Leaving a Well with most casings particularly the wells foundation strings is a lower risk based option on all accounts. 
We spent a lot of time reviewing all the issues to confirm this from several aspects. Where the conclusion was. Due and diligent abandonment with cement. Verification of dual barriers etc is leaving a well according to regional regulations and standards required. 
Senior Wells & Technology Manager
Oil & Gas Authority (UK)
Total Posts: 4
Join Date: 18/10/16

On the UK Continental shelf we have 1000's wells P&A'd some from over 30 years ago. So far, there has been no requirement to go back into any of them.

Realistically, I don't think an old wellhead and the associated casing would be in a suitable condition that we would trust it to provide seals and  a barrier.

Well Intervention and Integrity Engineer
Total Posts: 3
Join Date: 20/06/19

Good day Team,

I’m no expert on decom, can probably figure out much of it, but here’s my take:

The decom industry is [relatively speaking] very much in it’s infancy, and the decisions taken in these early days will have to last not 20-30 years like many well lifetimes, but hundreds, or possibly thousands of years.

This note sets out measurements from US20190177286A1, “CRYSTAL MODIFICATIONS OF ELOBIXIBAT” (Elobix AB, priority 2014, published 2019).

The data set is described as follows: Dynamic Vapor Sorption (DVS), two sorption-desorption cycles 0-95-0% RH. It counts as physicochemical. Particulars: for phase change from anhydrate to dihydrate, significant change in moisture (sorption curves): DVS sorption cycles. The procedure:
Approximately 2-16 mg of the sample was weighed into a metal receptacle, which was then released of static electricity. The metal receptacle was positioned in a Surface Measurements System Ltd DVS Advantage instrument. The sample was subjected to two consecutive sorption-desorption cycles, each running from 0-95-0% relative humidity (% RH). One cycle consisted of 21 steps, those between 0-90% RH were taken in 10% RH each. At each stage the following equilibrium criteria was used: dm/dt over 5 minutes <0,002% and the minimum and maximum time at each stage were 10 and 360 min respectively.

In our engineering mitigation thinking, we ty never to go down a path that we cannot return from if things start go a little off track.

As was mentioned by CasingCutter, re-entering an old well for whatever reason will never be easy if the casing is cut below sea bed.

My bet is, and I doubt I will be alive to see it, that in the distant future, there will be an instance of cement degradation, casing rot, ground shift or similar, and, unless there is sufficient sea water margin of course, a breach will occur.

Now, it’s possible, if not highly likely that by then, any wellhead left in place, and more so the pipe underneath it will be too rotten to be of any use, but at least it’s a locator.

As for platform wells cut below the sea bed, and with jackets removed, well, then it’s not really an option, but at least there should be a big enough target to make it all easier to find.

D&C Project Coordinator / Decommissioning
SPREAD Associates
Total Posts: 35
Join Date: 25/01/16
It is an issue of attitude.  The best one is to leave a location as you found it.  This includes recovering the production casing and setting balanced cement plugs while rotating the cementing string to avoid annular channeling.
.  Each time I was on an abandonment beginning in 1978 there was gas behind production casing so need to perforate with a control system as it is usually bottom hole pressure.  To severe the surface and conductor casing can use explosives and pull with the well head.  If there is a 30" or so structural casing set the severing charge just below the 30"connector so it bells open the latch letting it release as difficult to sever from 13 3/8"/